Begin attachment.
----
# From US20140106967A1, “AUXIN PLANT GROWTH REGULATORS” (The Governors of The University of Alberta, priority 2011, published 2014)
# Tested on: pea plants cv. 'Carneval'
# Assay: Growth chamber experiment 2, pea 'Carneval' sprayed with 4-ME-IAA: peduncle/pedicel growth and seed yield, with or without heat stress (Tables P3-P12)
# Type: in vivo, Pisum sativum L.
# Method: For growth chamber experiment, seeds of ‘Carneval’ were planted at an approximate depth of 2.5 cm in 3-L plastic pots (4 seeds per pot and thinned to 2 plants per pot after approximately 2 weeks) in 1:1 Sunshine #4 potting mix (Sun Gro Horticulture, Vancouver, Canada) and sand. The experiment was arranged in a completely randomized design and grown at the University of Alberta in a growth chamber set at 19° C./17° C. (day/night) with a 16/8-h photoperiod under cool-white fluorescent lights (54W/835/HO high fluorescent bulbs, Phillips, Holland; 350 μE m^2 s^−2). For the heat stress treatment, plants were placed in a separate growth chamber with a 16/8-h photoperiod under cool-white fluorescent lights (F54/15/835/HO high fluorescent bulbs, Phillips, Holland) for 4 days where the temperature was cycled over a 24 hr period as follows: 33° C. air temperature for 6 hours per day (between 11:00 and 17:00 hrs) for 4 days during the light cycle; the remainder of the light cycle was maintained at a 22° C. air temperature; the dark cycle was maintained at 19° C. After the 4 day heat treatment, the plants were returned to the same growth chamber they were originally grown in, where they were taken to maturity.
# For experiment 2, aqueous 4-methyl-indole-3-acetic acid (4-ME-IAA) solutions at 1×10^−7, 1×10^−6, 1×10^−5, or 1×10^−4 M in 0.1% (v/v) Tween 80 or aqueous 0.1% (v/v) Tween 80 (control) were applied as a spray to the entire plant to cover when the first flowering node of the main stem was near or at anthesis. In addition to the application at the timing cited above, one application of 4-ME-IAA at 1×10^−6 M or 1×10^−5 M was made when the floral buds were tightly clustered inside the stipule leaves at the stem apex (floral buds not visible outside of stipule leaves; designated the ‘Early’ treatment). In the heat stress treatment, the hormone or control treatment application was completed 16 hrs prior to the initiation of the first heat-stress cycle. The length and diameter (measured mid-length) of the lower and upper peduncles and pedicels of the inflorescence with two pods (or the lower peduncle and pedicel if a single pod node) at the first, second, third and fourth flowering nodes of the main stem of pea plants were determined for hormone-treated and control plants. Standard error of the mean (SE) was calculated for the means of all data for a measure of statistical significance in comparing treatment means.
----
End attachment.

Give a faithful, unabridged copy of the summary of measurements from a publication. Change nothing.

# From US20140106967A1, “AUXIN PLANT GROWTH REGULATORS” (The Governors of The University of Alberta, priority 2011, published 2014)
# Tested on: pea plants cv. 'Carneval'
# Assay: Growth chamber experiment 2, pea 'Carneval' sprayed with 4-ME-IAA: peduncle/pedicel growth and seed yield, with or without heat stress (Tables P3-P12)
# Type: in vivo, Pisum sativum L.
# Method: For growth chamber experiment, seeds of ‘Carneval’ were planted at an approximate depth of 2.5 cm in 3-L plastic pots (4 seeds per pot and thinned to 2 plants per pot after approximately 2 weeks) in 1:1 Sunshine #4 potting mix (Sun Gro Horticulture, Vancouver, Canada) and sand. The experiment was arranged in a completely randomized design and grown at the University of Alberta in a growth chamber set at 19° C./17° C. (day/night) with a 16/8-h photoperiod under cool-white fluorescent lights (54W/835/HO high fluorescent bulbs, Phillips, Holland; 350 μE m^2 s^−2). For the heat stress treatment, plants were placed in a separate growth chamber with a 16/8-h photoperiod under cool-white fluorescent lights (F54/15/835/HO high fluorescent bulbs, Phillips, Holland) for 4 days where the temperature was cycled over a 24 hr period as follows: 33° C. air temperature for 6 hours per day (between 11:00 and 17:00 hrs) for 4 days during the light cycle; the remainder of the light cycle was maintained at a 22° C. air temperature; the dark cycle was maintained at 19° C. After the 4 day heat treatment, the plants were returned to the same growth chamber they were originally grown in, where they were taken to maturity.
# For experiment 2, aqueous 4-methyl-indole-3-acetic acid (4-ME-IAA) solutions at 1×10^−7, 1×10^−6, 1×10^−5, or 1×10^−4 M in 0.1% (v/v) Tween 80 or aqueous 0.1% (v/v) Tween 80 (control) were applied as a spray to the entire plant to cover when the first flowering node of the main stem was near or at anthesis. In addition to the application at the timing cited above, one application of 4-ME-IAA at 1×10^−6 M or 1×10^−5 M was made when the floral buds were tightly clustered inside the stipule leaves at the stem apex (floral buds not visible outside of stipule leaves; designated the ‘Early’ treatment). In the heat stress treatment, the hormone or control treatment application was completed 16 hrs prior to the initiation of the first heat-stress cycle. The length and diameter (measured mid-length) of the lower and upper peduncles and pedicels of the inflorescence with two pods (or the lower peduncle and pedicel if a single pod node) at the first, second, third and fourth flowering nodes of the main stem of pea plants were determined for hormone-treated and control plants. Standard error of the mean (SE) was calculated for the means of all data for a measure of statistical significance in comparing treatment means.